It’s Cup Day, which means it’s a public holiday here in Victoria. As such, it was a quiet day, with no classes or anything. For us, we took it as an opportunity to do some shopping before our big move down to Tasmania. There’s some furniture that we need to take with us – a new bed for Annabelle, and a new change table, so we headed down to Ikea to get some new furniture. We also got a couple of things for now – a new chair for Annabelle to eat dinner at our little coffee table, and some Christmas decorations to liven up our place for the last month or so.
We also had a baby shower for one of the Cadets, which was a lot of fun.
It’s kind of an odd feeling being in Melbourne on Cup Day. When I was back in Perth, Cup Day isn’t a public Holiday, so the general thing is a lunch, and watch the race, then back to work. But today, I didn’t even watch the race – and to be honest, I’m kind of glad about that. I like sport, and will happily sit down and watch anything. But racing is something that is so dominated by betting that the race is almost just an excuse. Today, it was expected that $140 million would be bet on the Melbourne Cup. To put that in comparison, it’s 9 years worth of Good Friday Appeal’s, and Perth’s Telethon this year passed $150 million raised in its 46 year history – though based on this year’s result, it would take 7 years to match what was expected to be bet on this one day.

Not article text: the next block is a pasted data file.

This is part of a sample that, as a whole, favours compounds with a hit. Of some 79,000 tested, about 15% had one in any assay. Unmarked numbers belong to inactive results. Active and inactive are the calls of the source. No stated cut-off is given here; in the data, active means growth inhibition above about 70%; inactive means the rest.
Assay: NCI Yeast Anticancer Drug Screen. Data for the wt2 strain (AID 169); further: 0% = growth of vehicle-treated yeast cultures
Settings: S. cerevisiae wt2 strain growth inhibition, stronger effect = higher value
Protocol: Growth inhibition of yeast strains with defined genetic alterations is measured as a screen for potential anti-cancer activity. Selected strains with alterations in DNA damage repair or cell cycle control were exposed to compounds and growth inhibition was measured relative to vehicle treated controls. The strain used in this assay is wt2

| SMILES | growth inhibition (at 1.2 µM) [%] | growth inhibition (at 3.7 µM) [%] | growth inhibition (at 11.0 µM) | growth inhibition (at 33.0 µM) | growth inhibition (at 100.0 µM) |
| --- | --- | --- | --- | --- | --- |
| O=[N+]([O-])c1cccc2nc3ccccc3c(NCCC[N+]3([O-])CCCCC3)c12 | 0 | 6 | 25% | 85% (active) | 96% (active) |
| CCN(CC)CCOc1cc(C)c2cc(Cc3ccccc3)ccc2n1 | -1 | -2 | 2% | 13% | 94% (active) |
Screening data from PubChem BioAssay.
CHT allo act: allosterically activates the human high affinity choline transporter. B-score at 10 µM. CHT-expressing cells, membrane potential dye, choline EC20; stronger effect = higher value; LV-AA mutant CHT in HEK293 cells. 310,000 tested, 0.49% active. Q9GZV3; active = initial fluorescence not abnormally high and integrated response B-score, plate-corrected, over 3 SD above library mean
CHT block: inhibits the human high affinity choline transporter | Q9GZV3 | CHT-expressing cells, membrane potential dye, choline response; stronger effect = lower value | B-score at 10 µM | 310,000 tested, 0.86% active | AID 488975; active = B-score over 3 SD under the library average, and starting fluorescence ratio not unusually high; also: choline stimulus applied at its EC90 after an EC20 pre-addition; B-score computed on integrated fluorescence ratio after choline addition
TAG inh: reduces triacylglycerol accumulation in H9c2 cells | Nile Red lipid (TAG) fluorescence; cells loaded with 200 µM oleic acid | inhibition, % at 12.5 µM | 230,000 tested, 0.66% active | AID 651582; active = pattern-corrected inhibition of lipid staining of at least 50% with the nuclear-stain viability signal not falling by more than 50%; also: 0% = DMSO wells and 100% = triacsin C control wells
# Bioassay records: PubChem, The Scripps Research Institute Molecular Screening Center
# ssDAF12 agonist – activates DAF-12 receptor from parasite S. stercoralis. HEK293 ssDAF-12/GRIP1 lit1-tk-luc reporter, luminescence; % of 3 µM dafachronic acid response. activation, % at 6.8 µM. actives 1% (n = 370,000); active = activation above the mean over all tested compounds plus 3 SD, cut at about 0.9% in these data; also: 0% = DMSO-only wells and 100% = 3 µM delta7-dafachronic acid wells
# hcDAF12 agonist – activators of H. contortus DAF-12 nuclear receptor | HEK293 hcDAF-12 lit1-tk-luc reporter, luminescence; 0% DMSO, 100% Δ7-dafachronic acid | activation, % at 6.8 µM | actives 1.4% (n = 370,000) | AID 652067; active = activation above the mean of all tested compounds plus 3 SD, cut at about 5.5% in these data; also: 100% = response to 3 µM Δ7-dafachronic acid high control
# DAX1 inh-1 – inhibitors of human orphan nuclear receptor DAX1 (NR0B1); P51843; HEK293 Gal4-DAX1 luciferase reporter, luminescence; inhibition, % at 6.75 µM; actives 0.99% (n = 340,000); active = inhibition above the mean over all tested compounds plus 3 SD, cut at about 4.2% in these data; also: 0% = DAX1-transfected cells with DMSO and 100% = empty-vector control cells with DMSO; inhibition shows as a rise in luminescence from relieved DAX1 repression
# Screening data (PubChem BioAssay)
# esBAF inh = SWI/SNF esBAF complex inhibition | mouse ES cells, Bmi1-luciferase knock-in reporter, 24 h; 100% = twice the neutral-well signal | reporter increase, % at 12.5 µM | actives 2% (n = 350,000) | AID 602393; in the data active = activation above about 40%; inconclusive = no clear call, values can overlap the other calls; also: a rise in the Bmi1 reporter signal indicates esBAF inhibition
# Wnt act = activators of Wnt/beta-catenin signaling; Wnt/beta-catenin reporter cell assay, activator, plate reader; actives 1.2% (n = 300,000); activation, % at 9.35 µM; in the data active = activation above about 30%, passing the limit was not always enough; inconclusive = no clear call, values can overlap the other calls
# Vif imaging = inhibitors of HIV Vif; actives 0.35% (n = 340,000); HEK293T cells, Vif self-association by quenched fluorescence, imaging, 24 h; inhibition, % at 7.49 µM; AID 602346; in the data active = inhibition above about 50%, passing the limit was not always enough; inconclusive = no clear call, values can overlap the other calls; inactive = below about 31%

The idea that we have a day off because of a day of so much betting and gambling just doesn’t sit right with me, mostly because I know the damage that can be done by those who are addicted to gambling. And the problem is that it doesn’t just affect the one person, but it often affects their family and friends as well. It puts a lot of stress on others, and can force people out of house and home, break up relationships, and more.
So while in Victoria, we are enforced to have the public holiday, you won’t be finding me celebrating the race – and next year you’ll probably find me working through it.